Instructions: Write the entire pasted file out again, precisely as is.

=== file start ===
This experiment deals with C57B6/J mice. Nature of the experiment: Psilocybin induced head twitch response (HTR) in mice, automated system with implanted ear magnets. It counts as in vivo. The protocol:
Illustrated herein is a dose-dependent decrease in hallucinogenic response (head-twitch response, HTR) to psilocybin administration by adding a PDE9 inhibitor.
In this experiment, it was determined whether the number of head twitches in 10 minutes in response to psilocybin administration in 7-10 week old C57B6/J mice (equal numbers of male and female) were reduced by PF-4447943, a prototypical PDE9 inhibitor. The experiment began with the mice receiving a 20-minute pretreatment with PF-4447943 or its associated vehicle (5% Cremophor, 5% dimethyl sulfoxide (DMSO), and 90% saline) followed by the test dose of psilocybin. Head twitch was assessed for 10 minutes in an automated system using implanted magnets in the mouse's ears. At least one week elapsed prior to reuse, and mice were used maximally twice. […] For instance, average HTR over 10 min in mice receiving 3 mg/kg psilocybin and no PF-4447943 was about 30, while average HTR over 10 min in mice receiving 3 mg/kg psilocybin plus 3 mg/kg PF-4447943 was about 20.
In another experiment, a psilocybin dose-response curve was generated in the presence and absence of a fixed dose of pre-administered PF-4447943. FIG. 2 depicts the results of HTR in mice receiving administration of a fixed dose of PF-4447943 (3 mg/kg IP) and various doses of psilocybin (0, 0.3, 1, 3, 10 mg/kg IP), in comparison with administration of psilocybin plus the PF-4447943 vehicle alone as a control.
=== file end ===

This experiment deals with C57B6/J mice. Nature of the experiment: Psilocybin induced head twitch response (HTR) in mice, automated system with implanted ear magnets. It counts as in vivo. The protocol:
Illustrated herein is a dose-dependent decrease in hallucinogenic response (head-twitch response, HTR) to psilocybin administration by adding a PDE9 inhibitor.
In this experiment, it was determined whether the number of head twitches in 10 minutes in response to psilocybin administration in 7-10 week old C57B6/J mice (equal numbers of male and female) were reduced by PF-4447943, a prototypical PDE9 inhibitor. The experiment began with the mice receiving a 20-minute pretreatment with PF-4447943 or its associated vehicle (5% Cremophor, 5% dimethyl sulfoxide (DMSO), and 90% saline) followed by the test dose of psilocybin. Head twitch was assessed for 10 minutes in an automated system using implanted magnets in the mouse's ears. At least one week elapsed prior to reuse, and mice were used maximally twice. […] For instance, average HTR over 10 min in mice receiving 3 mg/kg psilocybin and no PF-4447943 was about 30, while average HTR over 10 min in mice receiving 3 mg/kg psilocybin plus 3 mg/kg PF-4447943 was about 20.
In another experiment, a psilocybin dose-response curve was generated in the presence and absence of a fixed dose of pre-administered PF-4447943. FIG. 2 depicts the results of HTR in mice receiving administration of a fixed dose of PF-4447943 (3 mg/kg IP) and various doses of psilocybin (0, 0.3, 1, 3, 10 mg/kg IP), in comparison with administration of psilocybin plus the PF-4447943 vehicle alone as a control.